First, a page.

I don't think there was anything that could have been done to save Crystal (the doe from the email), the kid, or to avoid the problem in the first place. Any thoughts on this situation would be appreciated. If we encounter a similar situation I would like to have an idea of how to handle it. ---Thanks everyone.
Here are the responses I got:
I've had things like this happen in my 28 years of goat keeping and it's why I always check does as soon as I know they are in labor. Often you can check as soon as the cervix is open and reposition the kid before it gets too far into the birth canal. If I feel a nose and feet I back off and let her kid on her own. If not I keep checking until I can figure out what's coming and repositioned as necessary.
Often with these mal-presented kids you'll find that the doe takes a long time to totally open the cervix. You'll often see her having a contraction that seems to abruptly end rather than just trail off.
These are all reasons to check on how the kid is coming.
I know that lots of people say hands out!!! but believe me you won't find a vet that will keep their hands out. And as my vet said, "show me one ob doc that doesn't check multiple times."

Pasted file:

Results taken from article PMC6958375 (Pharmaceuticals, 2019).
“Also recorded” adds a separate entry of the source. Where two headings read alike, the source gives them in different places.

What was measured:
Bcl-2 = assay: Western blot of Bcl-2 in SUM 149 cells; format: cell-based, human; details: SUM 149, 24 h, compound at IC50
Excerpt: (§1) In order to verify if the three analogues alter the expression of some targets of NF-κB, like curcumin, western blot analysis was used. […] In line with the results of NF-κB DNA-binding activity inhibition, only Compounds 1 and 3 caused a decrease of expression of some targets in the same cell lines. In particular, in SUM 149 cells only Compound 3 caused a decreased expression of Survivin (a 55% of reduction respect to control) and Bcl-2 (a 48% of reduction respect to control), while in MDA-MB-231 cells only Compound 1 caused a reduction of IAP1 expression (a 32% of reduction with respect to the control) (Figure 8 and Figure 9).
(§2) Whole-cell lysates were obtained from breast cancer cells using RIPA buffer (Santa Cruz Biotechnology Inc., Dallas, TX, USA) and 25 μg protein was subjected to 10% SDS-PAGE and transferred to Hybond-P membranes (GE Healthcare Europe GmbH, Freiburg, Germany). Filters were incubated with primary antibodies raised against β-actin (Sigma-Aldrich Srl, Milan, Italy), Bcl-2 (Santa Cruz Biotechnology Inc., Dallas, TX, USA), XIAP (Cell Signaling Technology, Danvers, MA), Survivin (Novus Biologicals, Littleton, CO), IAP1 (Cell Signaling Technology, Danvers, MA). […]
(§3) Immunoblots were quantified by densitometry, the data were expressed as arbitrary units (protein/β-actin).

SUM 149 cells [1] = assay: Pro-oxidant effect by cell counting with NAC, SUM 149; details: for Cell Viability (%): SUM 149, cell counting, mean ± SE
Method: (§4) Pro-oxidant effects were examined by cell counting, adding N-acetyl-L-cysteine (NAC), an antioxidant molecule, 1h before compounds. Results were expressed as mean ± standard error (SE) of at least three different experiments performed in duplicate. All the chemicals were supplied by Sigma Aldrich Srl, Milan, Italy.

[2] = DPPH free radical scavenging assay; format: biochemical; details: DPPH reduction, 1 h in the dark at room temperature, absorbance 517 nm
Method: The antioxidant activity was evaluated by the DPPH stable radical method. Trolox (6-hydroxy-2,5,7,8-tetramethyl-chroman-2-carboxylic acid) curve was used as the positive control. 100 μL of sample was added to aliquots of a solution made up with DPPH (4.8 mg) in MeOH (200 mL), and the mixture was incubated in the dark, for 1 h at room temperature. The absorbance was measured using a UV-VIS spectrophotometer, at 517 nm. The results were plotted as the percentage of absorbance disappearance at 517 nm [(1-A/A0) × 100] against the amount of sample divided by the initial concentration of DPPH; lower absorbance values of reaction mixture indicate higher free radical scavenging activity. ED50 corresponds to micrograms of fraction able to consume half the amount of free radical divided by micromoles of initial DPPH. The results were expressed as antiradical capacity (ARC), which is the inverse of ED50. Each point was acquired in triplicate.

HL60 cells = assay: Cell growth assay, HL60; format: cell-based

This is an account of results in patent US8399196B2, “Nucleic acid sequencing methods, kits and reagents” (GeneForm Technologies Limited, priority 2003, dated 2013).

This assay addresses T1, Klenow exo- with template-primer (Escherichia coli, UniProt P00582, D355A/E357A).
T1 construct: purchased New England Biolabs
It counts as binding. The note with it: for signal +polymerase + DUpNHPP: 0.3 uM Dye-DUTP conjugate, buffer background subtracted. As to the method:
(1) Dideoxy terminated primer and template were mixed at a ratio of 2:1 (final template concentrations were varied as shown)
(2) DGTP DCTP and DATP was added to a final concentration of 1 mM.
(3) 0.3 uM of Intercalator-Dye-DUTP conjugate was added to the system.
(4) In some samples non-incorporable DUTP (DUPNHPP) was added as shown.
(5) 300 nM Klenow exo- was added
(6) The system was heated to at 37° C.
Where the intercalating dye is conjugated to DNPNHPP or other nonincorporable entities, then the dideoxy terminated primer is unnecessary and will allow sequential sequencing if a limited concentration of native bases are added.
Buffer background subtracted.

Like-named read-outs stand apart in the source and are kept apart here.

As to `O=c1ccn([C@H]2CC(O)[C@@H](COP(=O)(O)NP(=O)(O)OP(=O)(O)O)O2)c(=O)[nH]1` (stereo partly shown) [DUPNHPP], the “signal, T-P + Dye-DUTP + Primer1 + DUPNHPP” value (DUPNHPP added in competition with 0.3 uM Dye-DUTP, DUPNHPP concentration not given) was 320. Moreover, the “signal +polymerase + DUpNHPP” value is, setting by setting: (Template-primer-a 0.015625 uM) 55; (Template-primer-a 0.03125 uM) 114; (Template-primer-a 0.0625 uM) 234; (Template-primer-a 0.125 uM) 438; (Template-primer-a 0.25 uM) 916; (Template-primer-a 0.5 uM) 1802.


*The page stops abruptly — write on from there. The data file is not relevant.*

I'm sure you'll get lots of other responses and everyone does things a bit differently but I'd always check. Some other signs of early labor. Goat going off by herself; stopping what she's doing and staring into space; holding her breath for a bit. Of course some do like our old doe, Elvira, and start screaming at the first little pain and keep screaming without stopping until after the kids are born, or like Jose who would start flinging barn cats as her first sign of labor. Then there are does like Odette who didn't show any signs and kidded while standing on her hind legs eating hay.
Bev - CharisManor Saanens - Paramount Toggs
Sometimes it takes dismembering the kid and bringing it out in pieces. The one we had to dismember was one I almost gave up on. Neighbors had a pygmy that got bred by a full size buck at the stockyard when they bought her. She was tiny. The kid was huge, dead and head back. They had let her labor all day and called me at around midnight. Doe was exhausted and close to the end. Old tobacco barn (Appalachian mountain folks), no lights, no meds, freezing cold, they would not call the vet but they loved this little doe. Anyway, we ended up cutting the kid in pieces and pulling it out by light of a lantern.
The doe recovered and the folks were amenable to me giving them meds to give to the doe. I was so sore from the pulling and manipulating and lying face down in the muck. It was definitely a fine line to walk because I'm not a vet but the alternative was the doe was going to die and they saw me as their savior, so I guess it worked out.